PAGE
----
The interplay between the fruit-eating primates and the tropical fruit trees is an example of coevolution, where species adapt to each others’ needs over millions of years. The plants have an interest in their fruit being eaten when the seeds are ready to be dispersed, and for the animals the value of a fruit is greater when it contains more sugar and nutrients. An unripe banana for instance contains mostly starch.

    Prof. Matthias Laska

    ”This adaptation goes back some fifty thousand years, when the first primates appeared. Initially they ate mostly insects, before eventually trying fruit and vegetables. Some fruit didn’t want to be eaten, so they developed toxic substances. Others acquired better and better odours that signaled energy-rich sugar and nutrients.” 

  • WHO on Protein and Amino Acid Requirements

    Protein Requirement Recommendation

    The requirement indicated by the meta-analysis (a median requirement of 105 mg nitrogen/kg per day or 0.66 g/kg per day of protein) can be accepted as the best estimate of a population average requirement for healthy adults.

    General recommendation

    For adults, the protein requirement per kg body weight is considered to be the same for both sexes, at all ages, and for all body weights within the acceptable range. The value accepted for the safe level of intake is 0.83 g/kg per day, for proteins with a protein digestibility-corrected amino acid score value of 1.0. No safe upper limit has been identified... (p. 242)

    Range Body weight Safe level of protein intake (score 1.0)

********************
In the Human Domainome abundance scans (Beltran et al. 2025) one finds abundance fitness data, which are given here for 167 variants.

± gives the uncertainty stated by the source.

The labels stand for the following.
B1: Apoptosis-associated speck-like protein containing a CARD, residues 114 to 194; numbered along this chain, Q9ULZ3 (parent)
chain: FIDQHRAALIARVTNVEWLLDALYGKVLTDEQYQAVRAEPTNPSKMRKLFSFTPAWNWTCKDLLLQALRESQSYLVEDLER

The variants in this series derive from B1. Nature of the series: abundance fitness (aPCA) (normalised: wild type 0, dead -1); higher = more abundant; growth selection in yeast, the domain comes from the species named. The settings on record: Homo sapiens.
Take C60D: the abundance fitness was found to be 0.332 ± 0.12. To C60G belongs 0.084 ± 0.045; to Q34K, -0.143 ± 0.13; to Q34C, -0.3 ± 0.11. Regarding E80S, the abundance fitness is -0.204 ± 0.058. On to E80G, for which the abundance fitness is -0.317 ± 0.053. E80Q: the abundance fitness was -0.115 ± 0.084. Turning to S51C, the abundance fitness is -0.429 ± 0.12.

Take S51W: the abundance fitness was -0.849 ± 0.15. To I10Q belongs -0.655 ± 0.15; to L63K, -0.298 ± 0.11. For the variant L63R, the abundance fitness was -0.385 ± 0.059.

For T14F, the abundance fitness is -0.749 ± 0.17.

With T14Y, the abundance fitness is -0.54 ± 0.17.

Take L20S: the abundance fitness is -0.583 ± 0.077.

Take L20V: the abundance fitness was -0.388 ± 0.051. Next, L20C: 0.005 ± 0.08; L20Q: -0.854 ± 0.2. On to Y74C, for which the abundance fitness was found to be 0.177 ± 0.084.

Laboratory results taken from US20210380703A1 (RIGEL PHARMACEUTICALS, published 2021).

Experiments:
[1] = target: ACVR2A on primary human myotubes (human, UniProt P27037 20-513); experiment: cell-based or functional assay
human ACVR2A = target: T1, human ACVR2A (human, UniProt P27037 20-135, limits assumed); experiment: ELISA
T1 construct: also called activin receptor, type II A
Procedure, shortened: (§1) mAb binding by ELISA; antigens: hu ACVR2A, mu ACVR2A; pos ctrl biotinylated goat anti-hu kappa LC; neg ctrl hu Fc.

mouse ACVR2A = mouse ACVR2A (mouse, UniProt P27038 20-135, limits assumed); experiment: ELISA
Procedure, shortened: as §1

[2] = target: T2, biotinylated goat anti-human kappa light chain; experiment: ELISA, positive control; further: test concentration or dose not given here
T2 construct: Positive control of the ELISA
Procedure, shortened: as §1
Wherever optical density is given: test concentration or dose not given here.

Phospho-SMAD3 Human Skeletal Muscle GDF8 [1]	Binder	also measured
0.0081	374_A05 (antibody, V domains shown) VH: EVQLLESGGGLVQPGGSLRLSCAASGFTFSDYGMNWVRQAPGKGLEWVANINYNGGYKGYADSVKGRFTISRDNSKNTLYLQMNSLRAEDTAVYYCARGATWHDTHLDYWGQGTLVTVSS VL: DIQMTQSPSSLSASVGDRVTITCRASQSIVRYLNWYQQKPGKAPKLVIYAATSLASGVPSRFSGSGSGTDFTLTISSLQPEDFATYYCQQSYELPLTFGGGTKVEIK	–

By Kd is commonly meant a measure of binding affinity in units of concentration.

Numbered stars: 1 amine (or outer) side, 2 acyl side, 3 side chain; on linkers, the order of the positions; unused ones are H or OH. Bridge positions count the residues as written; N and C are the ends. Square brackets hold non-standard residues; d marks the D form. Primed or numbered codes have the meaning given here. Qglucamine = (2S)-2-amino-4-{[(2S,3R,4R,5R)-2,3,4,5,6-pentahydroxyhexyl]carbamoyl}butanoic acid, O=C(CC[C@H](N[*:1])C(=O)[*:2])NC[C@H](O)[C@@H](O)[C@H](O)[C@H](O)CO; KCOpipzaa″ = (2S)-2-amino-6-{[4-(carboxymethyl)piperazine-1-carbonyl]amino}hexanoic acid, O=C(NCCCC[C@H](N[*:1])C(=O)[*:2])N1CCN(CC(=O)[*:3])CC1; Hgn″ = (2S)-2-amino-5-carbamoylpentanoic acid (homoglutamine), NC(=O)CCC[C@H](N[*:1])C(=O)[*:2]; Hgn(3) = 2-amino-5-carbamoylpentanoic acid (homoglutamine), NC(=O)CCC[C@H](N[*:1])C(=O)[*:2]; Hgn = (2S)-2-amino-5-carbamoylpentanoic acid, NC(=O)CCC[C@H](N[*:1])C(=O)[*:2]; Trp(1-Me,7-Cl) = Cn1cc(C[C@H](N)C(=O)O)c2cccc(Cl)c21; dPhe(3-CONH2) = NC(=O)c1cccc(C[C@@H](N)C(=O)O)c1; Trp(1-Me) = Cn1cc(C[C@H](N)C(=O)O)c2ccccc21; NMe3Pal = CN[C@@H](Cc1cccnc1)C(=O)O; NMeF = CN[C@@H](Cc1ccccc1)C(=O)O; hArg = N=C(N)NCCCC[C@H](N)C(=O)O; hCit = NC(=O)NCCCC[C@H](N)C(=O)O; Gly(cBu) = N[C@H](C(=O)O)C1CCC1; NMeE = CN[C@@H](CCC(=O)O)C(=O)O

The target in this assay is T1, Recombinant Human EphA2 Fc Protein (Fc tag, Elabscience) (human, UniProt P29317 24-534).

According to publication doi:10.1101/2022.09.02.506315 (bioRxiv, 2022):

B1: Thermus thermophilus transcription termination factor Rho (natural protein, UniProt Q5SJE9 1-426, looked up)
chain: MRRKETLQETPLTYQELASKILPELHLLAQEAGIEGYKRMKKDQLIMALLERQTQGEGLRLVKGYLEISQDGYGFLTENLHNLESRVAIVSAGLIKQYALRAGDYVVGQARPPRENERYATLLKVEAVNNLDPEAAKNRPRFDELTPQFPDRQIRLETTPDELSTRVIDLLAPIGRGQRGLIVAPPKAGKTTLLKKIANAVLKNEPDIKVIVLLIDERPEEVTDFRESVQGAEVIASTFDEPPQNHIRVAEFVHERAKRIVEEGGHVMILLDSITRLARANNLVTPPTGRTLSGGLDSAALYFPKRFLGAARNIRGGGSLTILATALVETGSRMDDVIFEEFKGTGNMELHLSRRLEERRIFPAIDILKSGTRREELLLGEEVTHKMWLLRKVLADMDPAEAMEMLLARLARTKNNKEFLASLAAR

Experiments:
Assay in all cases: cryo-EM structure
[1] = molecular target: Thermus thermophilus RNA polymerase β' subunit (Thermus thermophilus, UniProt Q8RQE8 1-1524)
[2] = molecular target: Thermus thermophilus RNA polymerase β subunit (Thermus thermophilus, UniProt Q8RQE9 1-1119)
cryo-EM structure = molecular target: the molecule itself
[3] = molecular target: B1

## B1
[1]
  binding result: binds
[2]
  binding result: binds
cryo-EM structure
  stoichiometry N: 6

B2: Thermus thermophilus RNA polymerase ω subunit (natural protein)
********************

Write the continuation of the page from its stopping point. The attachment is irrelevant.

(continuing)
From 40 kg 33 g per day
    To 80 kg 66 gper day
  • Lysine and Leucine in Fruit Safou

    Concentrations of some essential amino acids in fruit safou (Dacryodes edulis), such as lysine and leucine, are comparable to concentrations found in eggs.

  • More Fruits and Vegetables Is Better

    “Eat more fruits and vegetables” is timeless advice that has the backing of a large body of evidence. Vegetables and fruits provide fiber, slowly digested carbohydrates, vitamins and minerals, and numerous phytonutrients that have been associated with protection against cardiovascular disease, aging-related vision loss due to cataract and macular degeneration, and maintenance of bowel function. The connection between vegetables and fruits and cancer is less well established. Although they do not have a blanket anticancer effect, fruits and vegetables may work against specific cancers, including esophageal, stomach, lung, and colorectal cancer. 

    Fruits and vegetables should be consumed in abundance, which means a minimum of five servings a day—and more is better. As few as 1 in 4 persons in the United States meet this guideline.

    Patrick J. Skerrett, MA, Walter C. Willett

Gottfried Wilhelm Leibniz

We live in the best of all possible worlds.

Enterotypes and Microflora

An enterotype is a classification of living organisms based on its bacteriological ecosystem in the gut microbiome. Humans can be roughly divided into three enterotypes depending on which genus of bacteria dominates their gut: Bacteroides, Ruminococcus, or Prevotella. 

  • People who eat a lot of meat and saturated fat tended to have more Bacteroides in their flora
  • Ruminococcus prevailed in people who consumed lots of alcohol and polyunsaturated fats. 
  • Prevotella favored a diet rich in carbohydrates.

Long-term diet is strongly associated with the gut microbiome composition. If switching gut enterotype is possible, it may take a long-term dietary intervention. 

Chimpanzees have enterotypes that are compositionally analogous to those found in humans.